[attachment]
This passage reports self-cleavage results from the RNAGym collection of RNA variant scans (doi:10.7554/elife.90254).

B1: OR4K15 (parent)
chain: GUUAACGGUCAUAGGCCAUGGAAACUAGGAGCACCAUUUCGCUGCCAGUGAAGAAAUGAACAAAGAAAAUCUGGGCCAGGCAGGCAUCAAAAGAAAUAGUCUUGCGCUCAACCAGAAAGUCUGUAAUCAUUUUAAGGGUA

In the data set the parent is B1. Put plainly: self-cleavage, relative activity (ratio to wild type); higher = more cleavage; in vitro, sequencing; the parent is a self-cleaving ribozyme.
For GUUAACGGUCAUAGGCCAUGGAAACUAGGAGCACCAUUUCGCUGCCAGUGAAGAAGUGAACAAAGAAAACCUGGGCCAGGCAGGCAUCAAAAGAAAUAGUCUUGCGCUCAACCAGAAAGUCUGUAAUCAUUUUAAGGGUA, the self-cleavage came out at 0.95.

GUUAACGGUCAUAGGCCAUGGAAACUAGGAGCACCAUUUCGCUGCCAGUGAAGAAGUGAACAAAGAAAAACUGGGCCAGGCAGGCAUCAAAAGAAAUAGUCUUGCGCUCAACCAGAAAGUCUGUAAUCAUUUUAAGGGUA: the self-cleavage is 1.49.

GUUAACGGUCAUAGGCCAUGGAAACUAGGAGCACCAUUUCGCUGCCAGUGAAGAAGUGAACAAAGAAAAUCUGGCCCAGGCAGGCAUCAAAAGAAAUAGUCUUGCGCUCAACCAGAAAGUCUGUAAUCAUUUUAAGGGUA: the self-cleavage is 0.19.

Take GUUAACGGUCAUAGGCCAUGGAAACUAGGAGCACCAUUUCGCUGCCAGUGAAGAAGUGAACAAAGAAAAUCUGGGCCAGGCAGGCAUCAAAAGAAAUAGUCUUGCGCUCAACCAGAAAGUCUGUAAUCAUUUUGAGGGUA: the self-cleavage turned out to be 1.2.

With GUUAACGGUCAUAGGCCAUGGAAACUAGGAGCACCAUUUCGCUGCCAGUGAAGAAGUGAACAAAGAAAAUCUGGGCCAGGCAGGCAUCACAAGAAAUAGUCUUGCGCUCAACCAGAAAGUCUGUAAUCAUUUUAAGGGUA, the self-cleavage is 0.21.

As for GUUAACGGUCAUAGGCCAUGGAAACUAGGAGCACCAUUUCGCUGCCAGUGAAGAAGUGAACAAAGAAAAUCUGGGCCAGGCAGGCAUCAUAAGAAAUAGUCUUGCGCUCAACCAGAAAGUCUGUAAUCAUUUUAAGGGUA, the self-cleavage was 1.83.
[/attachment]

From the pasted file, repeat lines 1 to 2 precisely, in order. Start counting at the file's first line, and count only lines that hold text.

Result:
This passage reports self-cleavage results from the RNAGym collection of RNA variant scans (doi:10.7554/elife.90254).

B1: OR4K15 (parent)